The good news? Revenue is up from last year. The bad news: revenue is up by less than one percent. More troubling: after taking into account that a good portion of the overall revenue came from inflated 3D prices, analysts reveal that attendance was actually down this year. about 543 million tickets were sold this summer, which is the lowest number since 1997′s famous summer of 540 million tickets. (OK, perhaps not so famous.) But wait, there’s more! 2011 is the fourth consecutive year f dwindling summer movie attendance. Read More »
Now entering its third week of release, several things have contributed to making Rise of the Planet of the Apes one of the summer’s surprise hits. The general, overall positive buzz is one. An award-worthy, performance capture turn by Andy Serkis as Caesar is another. A smart, taut screenplay by Rick Jaffa and Amanda Silver has plenty to do with it too, as is an inspired sophomore directorial effort by Rupart Wyatt. Actors, writers and directors always gets the kudos though. Sometimes it’s the little people who are what truly makes a movie special. In Rise of the Planet of the Apes, the sound is certainly one of those factors.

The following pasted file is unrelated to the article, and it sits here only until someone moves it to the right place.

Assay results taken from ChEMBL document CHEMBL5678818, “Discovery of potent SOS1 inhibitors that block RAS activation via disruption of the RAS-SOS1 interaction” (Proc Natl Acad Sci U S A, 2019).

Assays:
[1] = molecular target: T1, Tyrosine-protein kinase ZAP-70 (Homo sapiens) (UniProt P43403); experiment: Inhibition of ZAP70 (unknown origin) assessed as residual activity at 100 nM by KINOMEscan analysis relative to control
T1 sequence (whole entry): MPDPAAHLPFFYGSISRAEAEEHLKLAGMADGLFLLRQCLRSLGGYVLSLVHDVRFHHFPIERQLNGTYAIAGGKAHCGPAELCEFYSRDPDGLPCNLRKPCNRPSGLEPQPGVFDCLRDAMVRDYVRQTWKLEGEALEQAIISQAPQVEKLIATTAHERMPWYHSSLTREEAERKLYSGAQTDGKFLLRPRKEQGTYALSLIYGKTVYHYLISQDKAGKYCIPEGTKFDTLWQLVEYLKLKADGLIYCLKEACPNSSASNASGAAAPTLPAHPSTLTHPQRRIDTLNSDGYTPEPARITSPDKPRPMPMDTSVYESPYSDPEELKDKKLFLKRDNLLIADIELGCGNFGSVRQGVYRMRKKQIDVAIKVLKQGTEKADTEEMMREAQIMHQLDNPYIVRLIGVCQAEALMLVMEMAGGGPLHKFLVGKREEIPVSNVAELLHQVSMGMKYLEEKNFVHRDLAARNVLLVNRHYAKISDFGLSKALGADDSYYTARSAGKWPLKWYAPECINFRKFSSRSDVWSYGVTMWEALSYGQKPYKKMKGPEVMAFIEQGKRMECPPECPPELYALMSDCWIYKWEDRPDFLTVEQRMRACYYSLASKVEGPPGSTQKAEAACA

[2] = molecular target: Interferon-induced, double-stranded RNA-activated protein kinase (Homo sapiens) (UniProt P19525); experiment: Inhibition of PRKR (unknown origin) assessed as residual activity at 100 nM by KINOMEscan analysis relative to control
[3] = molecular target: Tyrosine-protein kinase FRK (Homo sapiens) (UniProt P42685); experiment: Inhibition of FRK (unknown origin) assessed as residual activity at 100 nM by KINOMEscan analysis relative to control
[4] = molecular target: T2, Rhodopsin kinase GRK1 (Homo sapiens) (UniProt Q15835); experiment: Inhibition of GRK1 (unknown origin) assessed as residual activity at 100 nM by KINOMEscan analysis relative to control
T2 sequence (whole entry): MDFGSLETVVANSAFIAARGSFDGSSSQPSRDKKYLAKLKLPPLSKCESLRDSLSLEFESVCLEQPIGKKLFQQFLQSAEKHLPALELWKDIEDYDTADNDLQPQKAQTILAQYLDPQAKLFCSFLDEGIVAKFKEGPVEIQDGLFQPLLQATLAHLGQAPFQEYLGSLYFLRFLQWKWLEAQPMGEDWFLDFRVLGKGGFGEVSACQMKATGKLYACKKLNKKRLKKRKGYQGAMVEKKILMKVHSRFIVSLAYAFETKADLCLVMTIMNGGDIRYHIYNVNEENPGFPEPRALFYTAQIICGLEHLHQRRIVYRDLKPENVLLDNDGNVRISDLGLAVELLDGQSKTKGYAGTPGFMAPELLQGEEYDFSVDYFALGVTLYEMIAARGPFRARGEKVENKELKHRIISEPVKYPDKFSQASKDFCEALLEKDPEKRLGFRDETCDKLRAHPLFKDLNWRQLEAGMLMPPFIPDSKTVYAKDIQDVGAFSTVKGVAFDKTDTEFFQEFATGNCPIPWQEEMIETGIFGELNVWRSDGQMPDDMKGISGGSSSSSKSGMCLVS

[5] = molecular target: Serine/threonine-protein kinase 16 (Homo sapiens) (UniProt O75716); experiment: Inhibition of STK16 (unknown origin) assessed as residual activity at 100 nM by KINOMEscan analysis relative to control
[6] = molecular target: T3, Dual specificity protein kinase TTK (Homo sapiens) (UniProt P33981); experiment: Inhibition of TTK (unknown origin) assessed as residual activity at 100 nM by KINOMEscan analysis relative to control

After the jump, watch the latest video from the SoundWorks Collection (who’ve previously tackled blockbusters like Harry Potter and the Deathly Hallows Part 2, The Social Network and Tron: Legacy among others) and see what kind of work went into the sound design of the $130 million and counting hit, Rise of the Planet of the Apes. Read More »